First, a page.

Johnny Norfolk said...

This is more to do with the united states of europe than human rights.

We are losing our nation state bit by bit its all one now so he can stay where he likes.

Kris said...

Iain

This is a disgusting outcome and this killer's feet shouldn't touch the ground in this country on his release.

I don't know, but the French and Spanish don't seem to have the hand-wringing problems we do in implementing the ECHR.

I used to think less of the USA for not signing up to these sorts of international human rights treaties. Learco Chindamo's case vindicates the US position.

tim said...

Iain.
A poor post.
1.Its not human rights legislation.
2.Mrs Lawrence has acknowledged that had she been a judge on the case she would've made the same decision.
3.Eligible to apply for parole is not the same as being released.


Be equally careful with the Journey times to hospital story.

Anonymous said...

Iain, rather than offer such truely poor arguements, if they can be called that, you should be attacking the Home Office for appealing when they and everyone else with a bit of wit knows they have no chance of success.

One of your poorer posts.

Newmania said...

man is extremely well rehabilitated and has an extremely good chance of living an honest, worthwhile and productive life here in the UK.


Hows the victim getting on then? Feeling any better? Rehabilitated at all? I didn`t see C4 perhaps you wouold update me on the position

JMB said...

Can someone explain why we have this tradition in the UK of sentencing someone to "life imprisonment" when everyone knows that they will only spend a few years in prison.

They should get a sentence of a "minimum of x years" though someone like this should spend the rest of his life in prison.

I must admit that I will not lose a lot of sleep about him having to learn Italian if he is deported.

MB

Newmania said...

The Human Rights Act conferred no extra human rights which people had not possessed since the early 1950s. Commenters seem to be unaware of this.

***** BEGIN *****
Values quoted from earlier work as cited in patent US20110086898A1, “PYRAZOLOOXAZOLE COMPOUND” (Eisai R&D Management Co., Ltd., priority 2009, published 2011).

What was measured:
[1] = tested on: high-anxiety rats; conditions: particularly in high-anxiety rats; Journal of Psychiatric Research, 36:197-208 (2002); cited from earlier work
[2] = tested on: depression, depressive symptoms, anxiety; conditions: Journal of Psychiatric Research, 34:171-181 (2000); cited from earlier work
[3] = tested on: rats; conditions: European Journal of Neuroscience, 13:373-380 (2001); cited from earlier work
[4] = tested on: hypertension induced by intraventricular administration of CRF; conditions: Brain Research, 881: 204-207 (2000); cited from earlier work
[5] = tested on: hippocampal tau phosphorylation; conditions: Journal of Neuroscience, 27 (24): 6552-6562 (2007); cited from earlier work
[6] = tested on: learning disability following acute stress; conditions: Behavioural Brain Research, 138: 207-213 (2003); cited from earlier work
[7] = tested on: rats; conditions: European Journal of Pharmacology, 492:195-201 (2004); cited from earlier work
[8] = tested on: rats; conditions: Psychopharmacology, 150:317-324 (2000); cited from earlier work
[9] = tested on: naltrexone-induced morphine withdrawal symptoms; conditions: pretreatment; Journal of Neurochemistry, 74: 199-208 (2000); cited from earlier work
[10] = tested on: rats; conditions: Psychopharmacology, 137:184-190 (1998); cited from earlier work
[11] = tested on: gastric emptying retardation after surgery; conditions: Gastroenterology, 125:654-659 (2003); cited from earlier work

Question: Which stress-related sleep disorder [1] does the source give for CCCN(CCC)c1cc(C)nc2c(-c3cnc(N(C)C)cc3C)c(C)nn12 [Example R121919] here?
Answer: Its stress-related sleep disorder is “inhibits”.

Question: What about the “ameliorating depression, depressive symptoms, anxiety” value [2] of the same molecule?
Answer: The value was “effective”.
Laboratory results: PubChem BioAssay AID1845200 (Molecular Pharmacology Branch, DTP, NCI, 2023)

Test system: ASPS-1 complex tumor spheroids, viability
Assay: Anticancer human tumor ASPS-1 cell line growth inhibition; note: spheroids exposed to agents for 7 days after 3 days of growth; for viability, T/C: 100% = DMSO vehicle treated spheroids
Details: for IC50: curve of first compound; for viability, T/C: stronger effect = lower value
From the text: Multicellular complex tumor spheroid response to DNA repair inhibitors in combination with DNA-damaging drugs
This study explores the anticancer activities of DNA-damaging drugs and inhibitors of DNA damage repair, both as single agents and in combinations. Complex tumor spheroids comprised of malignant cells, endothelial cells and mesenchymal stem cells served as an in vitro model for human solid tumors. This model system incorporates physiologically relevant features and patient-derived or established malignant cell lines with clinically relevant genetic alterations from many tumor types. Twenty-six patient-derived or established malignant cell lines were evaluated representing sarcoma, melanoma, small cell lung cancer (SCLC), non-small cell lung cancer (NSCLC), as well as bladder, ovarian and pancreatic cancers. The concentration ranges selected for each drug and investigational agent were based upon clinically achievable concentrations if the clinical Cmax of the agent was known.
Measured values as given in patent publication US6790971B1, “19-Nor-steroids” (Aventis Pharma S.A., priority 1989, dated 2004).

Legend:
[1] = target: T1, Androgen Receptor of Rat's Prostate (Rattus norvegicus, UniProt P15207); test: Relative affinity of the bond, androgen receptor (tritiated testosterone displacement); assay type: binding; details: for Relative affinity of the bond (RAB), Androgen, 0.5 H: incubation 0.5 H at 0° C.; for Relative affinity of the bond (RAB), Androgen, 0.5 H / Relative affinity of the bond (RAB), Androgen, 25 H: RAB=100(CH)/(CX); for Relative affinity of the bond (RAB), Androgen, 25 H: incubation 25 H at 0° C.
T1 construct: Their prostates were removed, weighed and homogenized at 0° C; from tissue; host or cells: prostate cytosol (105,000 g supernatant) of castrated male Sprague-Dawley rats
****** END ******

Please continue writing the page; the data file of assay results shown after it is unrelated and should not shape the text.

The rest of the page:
Back that up because I somehow doubt your knowledge of either the current EU impositioon of the legal frame wrok of the 1950s is remotely up to it. Is it ...by any chance ..something you read a pro EU Liberla bleeding heart opine during an apoligising session ?

Richard Calhoun said...

Hang on here, if the Chindamo had happened to be English born what would your position be then??

Surely you cannot have family and friends intervening after the convicted has served his sentence

Adrian Yalland said...

I feel sympathy for Mrs. Lawrence, and I felt that she is one of the most dignified interviewees I have ever heard.

However, the murderer came to the UK aged 3, has no family or contacts in Italy, doesn't speak Italian and is in every sense, effectively British!

If this situation was different, then deporting him would be legal and justified.

The answer to this problem is not deporting him, but not releasing him in the first place!

The real problem is not the Human Rights Act (which I think should actually be scrapped), but in EU law, and the fact that a murderer gets insufficient time in prison.

Anonymous said...

Hi Iain,

You've actually proved my point for me.

This new right you've just made up, "The right to live free from the fear that one day they might run into their beloved husband's and father's murderer" only exists according to you because this guy is not a british citizen.

Would this new right still be relevant if the murderer wa british?

Think before you post man.

Anonymous said...

Anonymous 11.36 wrote: 'This murderer probably never intended to kill Mr Lawrence, it was an unpredictable consequence of his fight outside the school.' If that was the case, he would not have been convicted of murder.

No one has mentioned the fact that, if one is given a mandatory life sentence, then one is only released on license - i.e. you can be recalled to gaol at any time. If he remains in this country, it will presumably be easier to recall him than if he is in Italy.